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It only makes sense that 'Running Up That Hill' is everywhere

Kate Bush signing records in 1980.
Chas Sime
Getty Images
Kate Bush signing records in 1980.

If you write or talk about music for a living, a few new unwritten rules have cropped up in recent years. For example, the job of compiling best-of-the-year lists has expanded to include an obligatory best-of-the-year-so-far, usually sometime in June. (Speaking of which, here are the albums and songs lists we just put together at NPR Music.)

Around the same time, we're required — not by law, but it feels that way sometimes — to assess the popular-music landscape and start determining which currently ubiquitous tracks might be remembered as "the song of the summer." Sometimes the answers will be obvious, as they were in 2019, when Lil Nas X's "Old Town Road," Billie Eilish's "bad guy" and Lizzo's "Truth Hurts" appeared to be the only tracks in existence between the months of April and October. In other years, we spend many weeks waiting for clarity as the cultural tides churn and shift.

After all, this isn't a tidy science. As with pornography, song-of-the-summer status is one of those "we know it when we see it" deals, and each listener's mileage is bound to vary. If you're a Harry Styles stan, for example, you're wondering why I haven't already noted the effervescent and agreeable "As It Was" or "Late Night Talking." If you base your life on Beyoncé's teachings — which: no argument here — you're clearing your throat and nodding pointedly in the direction of "Break My Soul," whose message of defiance just happens to fit snugly against the current cultural moment. I'm personally partial to Lizzo's "About Damn Time," which (figuratively) teleports listeners directly to the disco-ball-lit roller rink of their choice.

One complicating factor, though, is that the shelf life of a pop song has never been longer. A $200 million movie might play in theaters for six or eight weeks, and entire seasons of TV shows can come and go from the public's imagination within days. But a three-minute pop song with just the right public buy-in can hang around on the pop charts for many months — even years. Though Billie Eilish and Lizzo might disagree, "Old Town Road" was pretty unmistakably the song of the summer for 2019, given that it sat atop the Billboard charts for a record 19 consecutive weeks from April to August. But that song came out in December 2018 and took months to gather steam as it grew from a TikTok sensation to a Billy Ray Cyrus-fueled crossover to a BTS-fueled mainstay. Like Lizzo's "Truth Hurts," which was 18 months old when it began to really take off, "Old Town Road" was a living organism: ever-shifting, eternally malleable, seemingly unkillable.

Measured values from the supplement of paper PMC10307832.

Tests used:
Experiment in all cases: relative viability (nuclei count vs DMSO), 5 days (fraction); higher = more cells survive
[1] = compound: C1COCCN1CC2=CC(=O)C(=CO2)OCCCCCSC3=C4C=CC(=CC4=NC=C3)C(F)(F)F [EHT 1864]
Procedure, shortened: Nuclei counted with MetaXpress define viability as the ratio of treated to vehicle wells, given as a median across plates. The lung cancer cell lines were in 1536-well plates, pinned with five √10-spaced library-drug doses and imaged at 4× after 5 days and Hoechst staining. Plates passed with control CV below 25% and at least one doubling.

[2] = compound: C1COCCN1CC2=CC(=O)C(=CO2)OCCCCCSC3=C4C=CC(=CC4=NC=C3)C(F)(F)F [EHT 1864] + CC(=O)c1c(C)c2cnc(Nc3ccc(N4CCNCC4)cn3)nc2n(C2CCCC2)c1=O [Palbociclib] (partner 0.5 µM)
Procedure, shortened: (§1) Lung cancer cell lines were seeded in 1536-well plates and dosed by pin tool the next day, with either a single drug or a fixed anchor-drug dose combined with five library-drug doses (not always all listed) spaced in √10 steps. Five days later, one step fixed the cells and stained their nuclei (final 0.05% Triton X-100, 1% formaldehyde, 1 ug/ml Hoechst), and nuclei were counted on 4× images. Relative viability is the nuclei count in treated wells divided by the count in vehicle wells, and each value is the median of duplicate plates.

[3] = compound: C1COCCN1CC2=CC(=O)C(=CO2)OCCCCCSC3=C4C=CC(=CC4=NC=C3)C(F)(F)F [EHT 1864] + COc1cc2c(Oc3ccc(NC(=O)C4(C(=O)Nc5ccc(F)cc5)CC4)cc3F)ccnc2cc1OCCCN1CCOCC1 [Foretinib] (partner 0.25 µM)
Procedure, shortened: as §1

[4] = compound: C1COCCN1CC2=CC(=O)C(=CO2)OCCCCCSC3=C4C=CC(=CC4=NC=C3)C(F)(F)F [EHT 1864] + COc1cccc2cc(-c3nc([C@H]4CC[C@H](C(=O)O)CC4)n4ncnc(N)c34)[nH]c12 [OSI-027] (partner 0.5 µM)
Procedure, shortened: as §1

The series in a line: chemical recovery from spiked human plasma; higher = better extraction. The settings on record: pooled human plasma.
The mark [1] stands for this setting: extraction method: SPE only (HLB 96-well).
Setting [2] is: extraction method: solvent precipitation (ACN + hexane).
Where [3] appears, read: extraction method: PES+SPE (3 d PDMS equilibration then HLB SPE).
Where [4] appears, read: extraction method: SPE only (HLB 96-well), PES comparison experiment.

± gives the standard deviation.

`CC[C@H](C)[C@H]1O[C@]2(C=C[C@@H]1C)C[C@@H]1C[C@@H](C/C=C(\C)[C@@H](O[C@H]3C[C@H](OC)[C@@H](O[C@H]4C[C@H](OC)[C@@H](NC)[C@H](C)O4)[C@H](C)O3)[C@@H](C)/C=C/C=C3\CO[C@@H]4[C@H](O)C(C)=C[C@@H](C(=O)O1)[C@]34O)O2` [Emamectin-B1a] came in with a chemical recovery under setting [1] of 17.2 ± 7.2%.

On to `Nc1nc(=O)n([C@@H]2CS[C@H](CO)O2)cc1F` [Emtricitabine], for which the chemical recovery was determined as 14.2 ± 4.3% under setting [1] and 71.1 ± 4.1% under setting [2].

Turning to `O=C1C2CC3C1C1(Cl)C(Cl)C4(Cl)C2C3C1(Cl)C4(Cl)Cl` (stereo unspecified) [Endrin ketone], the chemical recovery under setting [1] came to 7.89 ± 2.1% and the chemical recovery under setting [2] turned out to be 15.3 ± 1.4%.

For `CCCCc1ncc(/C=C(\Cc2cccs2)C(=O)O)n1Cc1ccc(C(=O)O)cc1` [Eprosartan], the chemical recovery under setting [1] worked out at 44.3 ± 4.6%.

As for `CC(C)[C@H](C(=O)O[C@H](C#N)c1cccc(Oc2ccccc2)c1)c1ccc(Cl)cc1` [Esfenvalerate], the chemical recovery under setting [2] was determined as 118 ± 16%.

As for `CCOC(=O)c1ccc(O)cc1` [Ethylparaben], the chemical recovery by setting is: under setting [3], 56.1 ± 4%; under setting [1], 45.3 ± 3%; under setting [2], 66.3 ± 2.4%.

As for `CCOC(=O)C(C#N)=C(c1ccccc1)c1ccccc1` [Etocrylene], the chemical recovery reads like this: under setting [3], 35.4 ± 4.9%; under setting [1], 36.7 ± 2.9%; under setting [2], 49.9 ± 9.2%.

So it only makes sense that the 2022 pop landscape has been altered by another immortal organism: the Kate Bush banger "Running Up That Hill (A Deal With God)," which originally peaked at No. 30 all the way back in 1985. When the first part of Stranger Things' fourth season dropped in late May, the song's prominent placement helped propel it back onto the U.S. charts; it quickly became the first U.S. Top 10 hit in Bush's nearly 50-year career, as well as her first No. 1 hit in the U.K. since 1978, not to mention a true feel-good story in a summer that sorely needed one. With new Stranger Things episodes that dropped Friday, the song could well get another boost.

What the "Running Up That Hill" resurgence demonstrates, beyond the timelessness and craft of the song itself, is the extreme power of familiarity. For those of us who were kids in 1985, its return evokes childhood nostalgia. But it's not as if the song had been fully consigned to the distant past: It played a prominent role in the closing ceremony of the 2012 Summer Olympics, and Meg Myers' faithful 2019 cover has been a persistent presence in its own right. The original's return doesn't feel like a discovery, so much as a reminder.

The return of "Running Up That Hill" has a lot to say about the way songs help form our shared cultural language, even as we're siloed in a thousand other ways. The barriers to entry are low with songs, which require only access to a device on which to play them; we don't have to subscribe to Netflix, the way we do with Stranger Things, and we don't have to pay to sit in a movie theater, the way we do with, say, Top Gun: Maverick.

Songs live on the wind in ways other forms of entertainment simply can't.

This piece first appeared in NPR's Pop Culture Happy Hour newsletter. Sign up for the newsletter so you don't miss the next one, plus get weekly recommendations about what's making us happy.

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Stephen Thompson is a writer, editor and reviewer for NPR Music, where he speaks into any microphone that will have him and appears as a frequent panelist on All Songs Considered. Since 2010, Thompson has been a fixture on the NPR roundtable podcast Pop Culture Happy Hour, which he created and developed with NPR correspondent Linda Holmes. In 2008, he and Bob Boilen created the NPR Music video series Tiny Desk Concerts, in which musicians perform at Boilen's desk. (To be more specific, Thompson had the idea, which took seconds, while Boilen created the series, which took years. Thompson will insist upon equal billing until the day he dies.)